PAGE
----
Unearthing the Truth: Declassified Files on Mexican State Violence Beyond Ayotzinapa
This article was originally posted on the North American Congress on Latin America (NACLA).
“I feel desperate looking for my daughter because I don’t have any proof, I have questions about everything that they’ve done but they never looked for me; they never handed over evidence,” Mirna del Carmen Solórzano told Mexican news outlet Sin Embargo on March 20, 2014. Similar sentiments have been expressed by family members of the 43 Ayotzinapa rural teachers college students who were disappeared on September 26 at the hands oflocal and federal police reportedly working in coordination with the drug cartel Guerreros Unidos. But in this case, Mirna’s daughter was found dead over four years prior, in a massacre of Central American migrants that foreshadowed what became deafeningly clear in September: that the Mexican state is frequently complicit in the country’s greatest human rights atrocities.
In what is now called the San Fernando Massacre, Mirna’s daughter and 71 other migrants—many en route from Central America to the United States—were captured and murdered in late August 2010. All public accounts indicate they died at the hands of the criminal organization Los Zetas. While the August 2010 San Fernando Massacre was the most well-reported case of migrant abuse in Mexico at the time, known for its scale and level of atrocity, it was only part of a larger pattern of violence targeting migrants, mostly from Central America, traveling north towards the U.S.-Mexico border. While this case may be seemingly unrelated to the abduction of the 43 Ayotzinapa students, developments in accessing information on the former may have implications on efforts to uncover truth and push for accountability for the later.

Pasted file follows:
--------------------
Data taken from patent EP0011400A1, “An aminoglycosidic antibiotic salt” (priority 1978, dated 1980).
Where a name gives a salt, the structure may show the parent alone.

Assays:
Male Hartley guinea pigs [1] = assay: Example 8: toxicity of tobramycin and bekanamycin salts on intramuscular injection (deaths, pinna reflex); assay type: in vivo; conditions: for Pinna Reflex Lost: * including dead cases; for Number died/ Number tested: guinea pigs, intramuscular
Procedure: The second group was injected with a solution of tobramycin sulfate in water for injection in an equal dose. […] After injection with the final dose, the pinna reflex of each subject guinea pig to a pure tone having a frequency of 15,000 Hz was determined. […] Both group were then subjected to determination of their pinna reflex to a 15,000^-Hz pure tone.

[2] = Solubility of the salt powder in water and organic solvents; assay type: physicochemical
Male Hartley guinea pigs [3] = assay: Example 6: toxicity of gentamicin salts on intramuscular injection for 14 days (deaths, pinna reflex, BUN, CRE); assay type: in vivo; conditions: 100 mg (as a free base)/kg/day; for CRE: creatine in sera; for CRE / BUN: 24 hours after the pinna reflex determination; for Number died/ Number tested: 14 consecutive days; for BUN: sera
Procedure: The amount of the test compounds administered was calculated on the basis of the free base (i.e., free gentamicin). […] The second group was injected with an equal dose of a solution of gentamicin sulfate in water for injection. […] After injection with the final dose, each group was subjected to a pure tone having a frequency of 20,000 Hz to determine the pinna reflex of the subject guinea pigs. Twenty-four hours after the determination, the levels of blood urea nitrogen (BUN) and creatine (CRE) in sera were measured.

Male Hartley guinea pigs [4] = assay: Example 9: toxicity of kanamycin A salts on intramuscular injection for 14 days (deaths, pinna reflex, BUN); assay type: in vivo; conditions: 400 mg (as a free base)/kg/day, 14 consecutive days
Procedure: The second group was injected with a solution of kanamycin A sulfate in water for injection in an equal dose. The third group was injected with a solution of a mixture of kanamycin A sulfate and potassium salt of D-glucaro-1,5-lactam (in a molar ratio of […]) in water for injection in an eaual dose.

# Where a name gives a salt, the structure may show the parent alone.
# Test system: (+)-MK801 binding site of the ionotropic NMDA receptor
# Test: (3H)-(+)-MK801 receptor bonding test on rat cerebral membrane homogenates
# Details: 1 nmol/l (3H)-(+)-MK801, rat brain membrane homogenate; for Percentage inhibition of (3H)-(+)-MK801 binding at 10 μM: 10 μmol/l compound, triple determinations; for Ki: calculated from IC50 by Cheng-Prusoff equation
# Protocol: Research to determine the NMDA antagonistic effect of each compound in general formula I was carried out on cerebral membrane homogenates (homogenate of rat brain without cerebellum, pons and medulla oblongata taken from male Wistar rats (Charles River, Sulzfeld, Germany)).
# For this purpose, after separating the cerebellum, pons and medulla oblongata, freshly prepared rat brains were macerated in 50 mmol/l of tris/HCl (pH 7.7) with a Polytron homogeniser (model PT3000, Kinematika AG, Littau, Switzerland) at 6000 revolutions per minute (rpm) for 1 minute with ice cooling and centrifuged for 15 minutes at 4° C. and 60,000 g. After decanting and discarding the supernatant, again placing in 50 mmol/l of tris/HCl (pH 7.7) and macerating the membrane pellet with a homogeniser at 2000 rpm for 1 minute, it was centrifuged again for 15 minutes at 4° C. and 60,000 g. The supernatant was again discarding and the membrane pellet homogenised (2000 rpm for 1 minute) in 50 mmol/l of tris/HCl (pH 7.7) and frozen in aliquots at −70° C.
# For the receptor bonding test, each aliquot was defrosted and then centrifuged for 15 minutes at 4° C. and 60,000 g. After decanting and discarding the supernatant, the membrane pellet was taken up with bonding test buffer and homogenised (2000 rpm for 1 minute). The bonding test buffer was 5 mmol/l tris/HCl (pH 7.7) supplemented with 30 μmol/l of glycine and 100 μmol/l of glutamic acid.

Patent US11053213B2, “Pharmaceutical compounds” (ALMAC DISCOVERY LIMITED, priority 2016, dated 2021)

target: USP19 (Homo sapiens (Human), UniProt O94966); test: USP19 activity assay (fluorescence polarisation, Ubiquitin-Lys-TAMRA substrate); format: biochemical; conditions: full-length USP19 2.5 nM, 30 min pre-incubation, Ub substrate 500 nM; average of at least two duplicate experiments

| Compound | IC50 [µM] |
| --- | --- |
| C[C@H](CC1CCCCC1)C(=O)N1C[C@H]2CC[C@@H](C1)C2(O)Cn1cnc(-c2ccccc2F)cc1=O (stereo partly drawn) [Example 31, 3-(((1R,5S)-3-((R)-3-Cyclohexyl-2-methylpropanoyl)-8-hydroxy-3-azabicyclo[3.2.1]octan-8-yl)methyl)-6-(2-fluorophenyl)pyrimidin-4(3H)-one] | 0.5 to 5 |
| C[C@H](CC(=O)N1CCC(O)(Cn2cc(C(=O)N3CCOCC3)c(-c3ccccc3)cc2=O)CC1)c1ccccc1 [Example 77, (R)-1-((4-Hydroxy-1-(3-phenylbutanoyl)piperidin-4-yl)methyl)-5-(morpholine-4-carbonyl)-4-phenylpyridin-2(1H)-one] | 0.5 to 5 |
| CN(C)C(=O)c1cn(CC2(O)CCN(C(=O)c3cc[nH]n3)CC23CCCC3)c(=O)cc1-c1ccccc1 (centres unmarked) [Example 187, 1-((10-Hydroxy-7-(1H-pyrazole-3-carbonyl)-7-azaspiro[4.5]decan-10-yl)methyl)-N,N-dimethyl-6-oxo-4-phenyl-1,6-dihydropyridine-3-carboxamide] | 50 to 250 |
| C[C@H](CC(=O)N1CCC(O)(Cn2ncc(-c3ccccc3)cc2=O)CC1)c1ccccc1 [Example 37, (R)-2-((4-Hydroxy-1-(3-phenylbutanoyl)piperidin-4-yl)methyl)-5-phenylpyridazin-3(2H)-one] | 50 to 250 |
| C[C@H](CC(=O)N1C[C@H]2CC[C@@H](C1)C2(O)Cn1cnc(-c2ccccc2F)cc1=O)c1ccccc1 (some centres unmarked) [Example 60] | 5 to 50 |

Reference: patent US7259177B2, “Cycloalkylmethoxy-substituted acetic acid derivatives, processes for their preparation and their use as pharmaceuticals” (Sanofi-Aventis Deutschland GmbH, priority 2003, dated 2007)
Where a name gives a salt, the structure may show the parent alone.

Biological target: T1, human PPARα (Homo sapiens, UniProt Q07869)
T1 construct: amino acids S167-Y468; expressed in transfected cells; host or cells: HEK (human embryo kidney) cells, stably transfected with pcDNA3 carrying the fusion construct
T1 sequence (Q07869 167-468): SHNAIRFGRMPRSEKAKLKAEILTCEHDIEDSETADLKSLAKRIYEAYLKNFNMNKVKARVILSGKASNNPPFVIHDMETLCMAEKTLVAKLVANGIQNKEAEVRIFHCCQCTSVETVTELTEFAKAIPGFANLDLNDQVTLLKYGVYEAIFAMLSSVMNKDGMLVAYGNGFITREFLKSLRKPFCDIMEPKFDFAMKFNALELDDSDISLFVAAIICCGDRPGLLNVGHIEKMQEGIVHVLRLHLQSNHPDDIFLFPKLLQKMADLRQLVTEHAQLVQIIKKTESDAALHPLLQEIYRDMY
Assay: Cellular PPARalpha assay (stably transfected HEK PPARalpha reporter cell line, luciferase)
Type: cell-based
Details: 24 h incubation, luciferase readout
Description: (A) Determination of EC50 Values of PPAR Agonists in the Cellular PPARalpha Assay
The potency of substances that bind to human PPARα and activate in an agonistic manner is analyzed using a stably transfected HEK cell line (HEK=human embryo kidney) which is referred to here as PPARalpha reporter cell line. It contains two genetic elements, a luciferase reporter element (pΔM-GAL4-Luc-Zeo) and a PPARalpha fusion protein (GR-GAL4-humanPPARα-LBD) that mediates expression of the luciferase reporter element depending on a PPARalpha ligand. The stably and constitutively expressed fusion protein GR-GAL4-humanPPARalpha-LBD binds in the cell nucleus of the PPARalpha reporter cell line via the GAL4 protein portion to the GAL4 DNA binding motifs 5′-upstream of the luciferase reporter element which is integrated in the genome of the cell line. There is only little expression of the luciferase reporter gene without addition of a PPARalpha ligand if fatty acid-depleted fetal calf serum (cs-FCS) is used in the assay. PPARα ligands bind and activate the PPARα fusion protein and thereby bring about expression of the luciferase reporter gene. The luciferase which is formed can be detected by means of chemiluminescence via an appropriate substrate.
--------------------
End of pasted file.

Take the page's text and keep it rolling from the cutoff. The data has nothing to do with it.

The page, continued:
Slowly, information on the San Fernando massacre and related violence against migrants is surfacing from behind closed government doors. The dramatic increase in U.S. security assistance programs in Mexico—ushered in through the Mérida Initiative inaugurated in 2008—paralleled a surge in internal government reporting produced by U.S. officials. Open-government proponents have used the U.S. Freedom of Information Act (FOIA) to gain access to these internal files, which illuminate the links between U.S.-funded counter-drug initiatives and human rights abuses. This article cites a collection of formerly secret declassified files, many of which have been published by the U.S.-National Security Archive(NSA), disseminated by investigative journalists from news outlets such as Proceso andAristegui Noticias in Mexico, cited as evidence in ongoing legal cases, and used for clarification purposes by a network of activists working to defend migrant rights and increase transparency and accountability for migrant abuses. The slow trickle of such files from the U.S. state archives entails essential clues to understanding the migrant massacres, and is informing the civil society response to the Ayotzinapa disappearances today.
U.S. and Mexican documents from 2011 provide details of the role of government officials in violations targeting migrants in Tamaulipas, where the San Fernando Massacre occured, and other regions of Mexico. In January 2011, U.S. Embassy officials reported internally on receiving “anecdotal evidence” that migrant authorities and local police were turning a blind eye or colluding in routine forms of extortion, kidnapping, and trafficking of migrants, emphasizing the role of the state in the violence.